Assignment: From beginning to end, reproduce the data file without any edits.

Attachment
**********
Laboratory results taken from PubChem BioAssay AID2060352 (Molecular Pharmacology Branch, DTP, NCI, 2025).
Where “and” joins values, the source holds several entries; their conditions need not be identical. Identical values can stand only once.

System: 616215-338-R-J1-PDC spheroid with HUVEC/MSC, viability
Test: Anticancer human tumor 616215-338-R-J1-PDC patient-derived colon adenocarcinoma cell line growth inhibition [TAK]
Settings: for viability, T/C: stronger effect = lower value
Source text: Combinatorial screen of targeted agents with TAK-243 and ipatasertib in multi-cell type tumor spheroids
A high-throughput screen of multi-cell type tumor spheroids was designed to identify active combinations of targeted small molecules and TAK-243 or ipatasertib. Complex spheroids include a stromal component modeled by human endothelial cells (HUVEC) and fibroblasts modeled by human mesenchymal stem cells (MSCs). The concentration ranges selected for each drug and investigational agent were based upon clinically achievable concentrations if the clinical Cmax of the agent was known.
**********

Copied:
Laboratory results taken from PubChem BioAssay AID2060352 (Molecular Pharmacology Branch, DTP, NCI, 2025).
Where “and” joins values, the source holds several entries; their conditions need not be identical. Identical values can stand only once.

System: 616215-338-R-J1-PDC spheroid with HUVEC/MSC, viability
Test: Anticancer human tumor 616215-338-R-J1-PDC patient-derived colon adenocarcinoma cell line growth inhibition [TAK]
Settings: for viability, T/C: stronger effect = lower value
Source text: Combinatorial screen of targeted agents with TAK-243 and ipatasertib in multi-cell type tumor spheroids
A high-throughput screen of multi-cell type tumor spheroids was designed to identify active combinations of targeted small molecules and TAK-243 or ipatasertib. Complex spheroids include a stromal component modeled by human endothelial cells (HUVEC) and fibroblasts modeled by human mesenchymal stem cells (MSCs). The concentration ranges selected for each drug and investigational agent were based upon clinically achievable concentrations if the clinical Cmax of the agent was known.